- The firearm was not loaded. This statute requires the firearm be “loaded.” If the clip was not attached or there was no bullet in the chambers, you are not guilty of this offense. Often times, individuals keep their weapons in a safe and separate the ammunition from the firearm.
- You were unlawfully searched or seized by Police Officers. Police officer must have probable cause to conduct a full search of your person or vehicle. Additionally, Police Officers must justify the reason for detaining someone. Often times, weapons offenses can be dismissed by police officers unlawful conducting searches when they would have obtained a warrant.
- You were carrying the firearm for immediate self-defense. If you are acting in self-defense in protecting yourself from death or great bodily injury, you may be justified in carrying the firearm.
- You were not in possession of the firearm. The prosecutor must prove that you were carrying a firearm. If the gun/firearm was not discovered on your person, the prosecutor has a more challenging burden of connecting you to the firearm.
Can my Attorney Prevent Charges being Filed Against me?
If the case consists of a misunderstanding, or there is mitigating evidence, or exculpatory evidence showing innocence, there may be a chance to prevent charges from being filed. Moreover, a criminal defense attorney can track the case and submit a package consisting of character letters, exculpatory information, etc. prior to the prosecuting agency filing criminal charges. This is a chance to present a defendant’s side of the story or show the defendant’s character to the prosecutor in an effort to get the case rejected. It’s important to note that the prosecutor only has the police report to work from and often the report is damaging to the accused favoring guilt. This method serves to present all the evidence to the prosecutor prior to rendering a decision to file charges. In addition, if one is capable of getting the gun registered to them by the California Department of Justice, it would be in their best interest to do so.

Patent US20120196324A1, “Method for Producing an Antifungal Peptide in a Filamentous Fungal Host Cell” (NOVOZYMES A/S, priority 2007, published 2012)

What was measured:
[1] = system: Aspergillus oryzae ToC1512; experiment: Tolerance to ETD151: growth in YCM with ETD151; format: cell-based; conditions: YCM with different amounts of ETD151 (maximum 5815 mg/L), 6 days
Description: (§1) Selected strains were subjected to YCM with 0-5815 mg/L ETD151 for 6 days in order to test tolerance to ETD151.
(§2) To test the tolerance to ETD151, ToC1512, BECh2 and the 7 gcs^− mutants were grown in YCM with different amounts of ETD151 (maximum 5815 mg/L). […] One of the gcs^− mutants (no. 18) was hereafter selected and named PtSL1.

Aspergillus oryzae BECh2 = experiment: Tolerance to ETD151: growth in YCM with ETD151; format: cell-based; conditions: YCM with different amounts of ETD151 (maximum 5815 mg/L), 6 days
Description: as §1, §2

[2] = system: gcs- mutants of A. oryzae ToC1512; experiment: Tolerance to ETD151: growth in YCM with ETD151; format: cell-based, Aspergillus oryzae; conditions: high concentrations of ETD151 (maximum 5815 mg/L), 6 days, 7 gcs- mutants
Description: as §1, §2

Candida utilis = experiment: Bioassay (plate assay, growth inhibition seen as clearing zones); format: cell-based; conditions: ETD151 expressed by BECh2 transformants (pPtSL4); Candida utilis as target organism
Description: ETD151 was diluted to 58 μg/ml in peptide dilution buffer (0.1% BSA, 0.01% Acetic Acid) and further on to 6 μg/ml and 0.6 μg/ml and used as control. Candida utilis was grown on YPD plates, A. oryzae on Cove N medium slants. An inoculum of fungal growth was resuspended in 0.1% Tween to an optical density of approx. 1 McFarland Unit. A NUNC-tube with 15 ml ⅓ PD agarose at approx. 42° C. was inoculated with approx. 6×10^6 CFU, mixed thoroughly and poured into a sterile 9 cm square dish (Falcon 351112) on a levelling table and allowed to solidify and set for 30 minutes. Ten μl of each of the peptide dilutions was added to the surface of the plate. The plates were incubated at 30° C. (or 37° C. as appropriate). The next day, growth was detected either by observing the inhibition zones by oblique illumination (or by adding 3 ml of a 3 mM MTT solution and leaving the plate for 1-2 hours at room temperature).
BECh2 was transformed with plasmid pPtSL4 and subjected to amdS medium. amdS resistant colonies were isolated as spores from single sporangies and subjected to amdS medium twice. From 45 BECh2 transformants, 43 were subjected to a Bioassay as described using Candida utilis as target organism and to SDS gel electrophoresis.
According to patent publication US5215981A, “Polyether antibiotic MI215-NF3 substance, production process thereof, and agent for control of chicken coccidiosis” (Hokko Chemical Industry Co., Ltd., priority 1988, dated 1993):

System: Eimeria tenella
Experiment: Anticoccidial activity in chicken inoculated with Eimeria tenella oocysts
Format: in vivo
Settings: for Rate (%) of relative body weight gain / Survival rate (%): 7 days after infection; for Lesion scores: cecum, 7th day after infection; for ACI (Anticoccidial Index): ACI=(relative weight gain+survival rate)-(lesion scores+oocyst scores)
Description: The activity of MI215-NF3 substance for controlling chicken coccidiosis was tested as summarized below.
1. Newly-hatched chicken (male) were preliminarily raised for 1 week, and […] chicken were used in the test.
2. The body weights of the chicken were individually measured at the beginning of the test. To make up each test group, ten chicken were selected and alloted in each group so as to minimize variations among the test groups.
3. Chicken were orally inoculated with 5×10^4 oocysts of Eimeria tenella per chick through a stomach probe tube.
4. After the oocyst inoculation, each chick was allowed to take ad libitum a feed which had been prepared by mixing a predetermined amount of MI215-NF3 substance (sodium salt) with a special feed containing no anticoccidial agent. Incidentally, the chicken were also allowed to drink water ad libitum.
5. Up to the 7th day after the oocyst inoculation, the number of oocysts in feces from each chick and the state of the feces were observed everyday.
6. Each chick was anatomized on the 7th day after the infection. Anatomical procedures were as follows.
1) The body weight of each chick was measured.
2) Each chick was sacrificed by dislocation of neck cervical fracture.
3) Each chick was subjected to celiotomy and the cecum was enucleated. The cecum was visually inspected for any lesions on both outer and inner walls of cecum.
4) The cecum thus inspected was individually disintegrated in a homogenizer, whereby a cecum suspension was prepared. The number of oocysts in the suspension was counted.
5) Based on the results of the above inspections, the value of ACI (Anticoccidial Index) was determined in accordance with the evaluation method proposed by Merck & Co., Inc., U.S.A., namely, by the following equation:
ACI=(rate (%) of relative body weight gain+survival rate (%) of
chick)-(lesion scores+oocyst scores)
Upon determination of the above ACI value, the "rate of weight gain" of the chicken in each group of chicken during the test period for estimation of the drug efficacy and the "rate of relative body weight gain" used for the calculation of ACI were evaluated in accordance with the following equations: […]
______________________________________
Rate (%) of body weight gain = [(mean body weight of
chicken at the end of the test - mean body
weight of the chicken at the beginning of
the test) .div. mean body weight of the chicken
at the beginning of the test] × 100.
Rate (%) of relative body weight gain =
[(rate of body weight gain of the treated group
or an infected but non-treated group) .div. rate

Dan was on his motorcycle when he was stopped by a police officer. The police officer detained Dan and eventually searched a locked compartment. The police officer discovered a hand gun that was registered to a friend of Dan. In this case, Dan has numerous defenses his attorney can bring. First, there is no justification to detain Dan nor conduct a search of a locked compartment absent probable cause or a search warrant. Also, if Dan did not know the hand gun was in the locked compartment, perhaps his friend left it in there for safe keeping, Dan would then not be guilty of this crime because he did not know the firearms presence.
Dan walking down the street when he overheard gun shots. He fell to the ground to take cover. He noticed a gun near him and he picked it up to defend himself in the event there are more gun shots. A police officer sees Dan carrying the gun and immediately arrests him. In Dan’s defense, he will contend that he mere had momentary possession for the sole purpose of defending himself from death or great bodily injury.
Free Los Angeles Firearms Attorney Consultation
If you have been arrest, charged, or accused of carrying a firearm and not the registered owner, contact Los Angeles Criminal Defense Attorney John Rogers at the Law Offices of John D. Rogers immediately. Mr. Rogers is located at 1801 Century Park East, 24th Floor, Los Angeles, CA 90067. Call 877-888-9820 for a free confidential consultation concerning your rights and defenses.